Anyone who knows me knows that I remain very down-to-earth when it comes to wine. With that being said, if I’m out at a restaurant (normally the inexpensive kind); and I see they are using some kind of crappy generic Costco-style wine glasses, I’m going to forego the wine and stick with beer.
I don’t for one second believe a restaurant should carry a different wine glass for every single style of wine they serve, but in order to appreciate a fine wine, a half-decent glass is an absolute essential; without a doubt, no argument to be had! Those nasty little goblet style glasses just don’t cut it!
I personally use William Yeoward Olympia glasses in my own home. They aren’t cheap and I only have one of each of their glasses in Bordeaux, Burgundy and white; but I you want a recommendation on the best wine glass which money can buy, that would be it.
I can never advocate drinking and driving, but it’s frustrating when public transport generally sucks, and taxi’s generally never arrive when they should, if at all!
This isn’t something which I have told too many people; but this year I was stopped for a DUI test while I was on vacation in Park City (Utah). The reason for the stop was speeding (a very bad habit of mine), but the officer decided to do a sobriety test anyway. I only had one glass of wine at dinner, so I passed with flying colors; but safe to say it was the most terrifying experience of my life. Don’t drink and drive. Seriously. Cab rides are expensive, but think about how much a DUI costs!
This one speaks for itself. The joy of uncorking a bottle wine from the cellar is the ultimate buzz-kill when the realization sets in that there’s no more vino left; and the selection at the only retailer which is open until late (usually a gas station) is less than stellar….
Ahhh yes, you’ve been hanging-on to that bottle of wine for a few years; you carefully remove the foil, and pop the cork as carefully as a man diffusing a bomb. You take your first sniff…..and…“Mmmm…. wet newspapers and mold”.
Corked wine isn’t a joking matter, and the screwcap vs. cork debate is one of the most contested (and boring) issues in wine today. Unfortunately there’s no way to bring back a corked wine; and even using it to cook with is debatable.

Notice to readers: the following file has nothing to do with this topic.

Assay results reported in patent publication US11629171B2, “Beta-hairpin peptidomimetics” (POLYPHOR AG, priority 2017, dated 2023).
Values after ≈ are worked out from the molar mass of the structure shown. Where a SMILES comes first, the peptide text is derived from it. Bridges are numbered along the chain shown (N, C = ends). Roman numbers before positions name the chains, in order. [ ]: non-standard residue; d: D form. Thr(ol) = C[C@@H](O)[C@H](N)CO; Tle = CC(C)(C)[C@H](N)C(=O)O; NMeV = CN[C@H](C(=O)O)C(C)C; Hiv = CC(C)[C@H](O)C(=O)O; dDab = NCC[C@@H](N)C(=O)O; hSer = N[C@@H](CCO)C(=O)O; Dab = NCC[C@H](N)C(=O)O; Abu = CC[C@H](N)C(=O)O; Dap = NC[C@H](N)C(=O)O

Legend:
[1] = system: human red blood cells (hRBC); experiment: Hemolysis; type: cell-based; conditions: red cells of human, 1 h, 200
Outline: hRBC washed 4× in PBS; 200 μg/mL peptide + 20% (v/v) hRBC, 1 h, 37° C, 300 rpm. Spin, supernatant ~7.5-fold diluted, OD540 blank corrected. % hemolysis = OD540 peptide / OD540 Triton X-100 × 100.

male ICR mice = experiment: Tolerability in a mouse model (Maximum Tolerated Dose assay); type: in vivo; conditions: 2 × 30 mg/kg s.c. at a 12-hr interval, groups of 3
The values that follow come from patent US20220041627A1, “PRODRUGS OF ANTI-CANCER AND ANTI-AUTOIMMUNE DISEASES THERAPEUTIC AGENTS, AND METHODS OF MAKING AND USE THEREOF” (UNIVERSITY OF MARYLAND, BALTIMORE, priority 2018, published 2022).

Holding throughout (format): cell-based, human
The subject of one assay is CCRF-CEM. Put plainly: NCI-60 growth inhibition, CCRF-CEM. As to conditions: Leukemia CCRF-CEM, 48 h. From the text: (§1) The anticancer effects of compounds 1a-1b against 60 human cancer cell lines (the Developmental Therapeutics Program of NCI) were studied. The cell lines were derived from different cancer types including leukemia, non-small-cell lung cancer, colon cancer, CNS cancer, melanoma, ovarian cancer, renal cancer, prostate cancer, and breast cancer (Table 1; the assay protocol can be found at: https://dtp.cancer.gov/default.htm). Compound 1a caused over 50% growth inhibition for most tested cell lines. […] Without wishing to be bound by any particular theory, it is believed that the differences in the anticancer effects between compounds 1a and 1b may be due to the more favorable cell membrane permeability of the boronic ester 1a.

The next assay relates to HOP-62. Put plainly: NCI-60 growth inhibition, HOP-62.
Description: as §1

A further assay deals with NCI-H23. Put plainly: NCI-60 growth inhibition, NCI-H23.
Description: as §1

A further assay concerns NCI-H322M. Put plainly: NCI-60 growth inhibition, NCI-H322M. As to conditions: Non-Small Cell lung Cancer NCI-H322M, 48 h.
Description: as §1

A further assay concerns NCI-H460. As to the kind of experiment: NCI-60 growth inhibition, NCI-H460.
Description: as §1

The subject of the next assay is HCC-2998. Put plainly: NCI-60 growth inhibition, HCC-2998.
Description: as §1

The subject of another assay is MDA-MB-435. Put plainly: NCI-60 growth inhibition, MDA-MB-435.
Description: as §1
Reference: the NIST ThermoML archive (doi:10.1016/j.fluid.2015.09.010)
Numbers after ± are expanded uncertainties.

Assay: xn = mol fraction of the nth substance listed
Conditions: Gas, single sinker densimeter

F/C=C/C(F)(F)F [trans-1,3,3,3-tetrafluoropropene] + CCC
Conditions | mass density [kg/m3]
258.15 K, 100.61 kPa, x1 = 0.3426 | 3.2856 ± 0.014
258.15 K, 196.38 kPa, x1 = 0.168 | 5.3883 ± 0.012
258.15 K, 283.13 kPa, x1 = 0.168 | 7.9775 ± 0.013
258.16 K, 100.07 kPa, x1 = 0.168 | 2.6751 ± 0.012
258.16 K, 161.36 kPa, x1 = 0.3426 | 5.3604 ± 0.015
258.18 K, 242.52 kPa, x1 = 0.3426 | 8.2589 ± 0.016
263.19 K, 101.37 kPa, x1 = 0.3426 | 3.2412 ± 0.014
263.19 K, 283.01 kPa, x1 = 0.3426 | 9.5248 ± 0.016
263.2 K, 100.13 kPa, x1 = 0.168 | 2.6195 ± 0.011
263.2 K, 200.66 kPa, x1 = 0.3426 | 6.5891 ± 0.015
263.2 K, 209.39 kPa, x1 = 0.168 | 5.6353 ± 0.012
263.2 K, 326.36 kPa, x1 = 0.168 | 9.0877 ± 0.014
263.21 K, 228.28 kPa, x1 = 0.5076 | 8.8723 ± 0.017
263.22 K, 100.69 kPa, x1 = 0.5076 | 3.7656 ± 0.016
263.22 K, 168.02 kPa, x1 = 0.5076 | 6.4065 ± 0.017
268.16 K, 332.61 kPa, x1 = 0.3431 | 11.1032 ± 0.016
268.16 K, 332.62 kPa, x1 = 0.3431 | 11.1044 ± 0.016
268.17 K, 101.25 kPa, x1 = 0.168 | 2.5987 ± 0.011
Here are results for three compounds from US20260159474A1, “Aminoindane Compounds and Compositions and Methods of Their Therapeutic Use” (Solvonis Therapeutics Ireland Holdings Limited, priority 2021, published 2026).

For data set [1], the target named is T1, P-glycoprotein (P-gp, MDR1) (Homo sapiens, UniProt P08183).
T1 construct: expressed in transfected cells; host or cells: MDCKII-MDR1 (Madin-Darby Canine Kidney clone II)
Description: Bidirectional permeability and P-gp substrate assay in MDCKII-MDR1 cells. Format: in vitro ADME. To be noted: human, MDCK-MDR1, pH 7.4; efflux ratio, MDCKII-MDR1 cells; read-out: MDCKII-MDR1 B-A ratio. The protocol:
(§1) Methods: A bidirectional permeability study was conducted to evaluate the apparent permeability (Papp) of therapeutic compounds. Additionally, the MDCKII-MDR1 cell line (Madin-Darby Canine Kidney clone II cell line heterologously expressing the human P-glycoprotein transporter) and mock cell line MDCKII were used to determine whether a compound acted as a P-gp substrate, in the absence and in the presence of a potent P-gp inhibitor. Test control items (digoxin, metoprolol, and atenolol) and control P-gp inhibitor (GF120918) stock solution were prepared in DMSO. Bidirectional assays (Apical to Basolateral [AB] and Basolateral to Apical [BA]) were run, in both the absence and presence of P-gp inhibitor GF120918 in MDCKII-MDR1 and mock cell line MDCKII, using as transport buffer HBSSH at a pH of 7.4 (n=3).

I judged a blind tasting about a year ago to determine the “best in show” wine. I arrived slightly late, and so everyone at my table had finished tasting all 5 wines by the time I got round to sampling the first one. I took my first sniff, and yes it was corked. Interestingly enough, a couple of people actually ranked the corked wine as being one of their favorites! Saying that, everyone has a different tolerance to corked wine. I happen to be hyper-sensitive, but that comes with experience (i.e. drinking a lot).
I don’t know what’s worse than opening a bottle of wine you’ve been holding on to for a while, only to find that it is corked or oxidized, apart from my last point…
This might surprise a lot of people that this is my #1 wine experience spoiler! I guess it’s probably more of a pet peeve than anything else, but to me the ultimate thing which can ruin a wine experience is bad company!
Depending on your preference for people you like to hang with, maybe even I am a terrible example of someone to drink wine with! I drink vino all day, so I have a hard time waxing poetic about the juice in my glass on my down-time. If you want my personal opinion, you can always ask for it; but I’m not going to be shoving it down your throat. Anyway, just because I love or hate a wine doesn’t mean that you have to think the same way.
Going back to my story earlier about the blind tasting: my table was also given a flight of 5 mystery wines described only as “Interesting Reds”. #5 was a Carménère from Chile (I knew just from the nose), and it was easily the best wine in the lineup. However no-one else at the table thought so, they all chose different wines as their favorites.
Did I berate them for not choosing my wine, explaining why my palate was superior, and the intricacies of said Carménère? No, of course not. People like what they like, and I think Sommeliers sometimes forget that.
Now, if someone chooses to bring Beringer White Zinfandel to a dinner party, I’m unfortunately not going to be joining them in a glass, but I’m also not going to cut them down for drinking it.
Wine is still just a drink, it’s a very small part of life, and there are much bigger things going on in the world to be worrying about. Does wine make everyday living that little bit more tolerable? Yes. Does it define who you are as a person? No.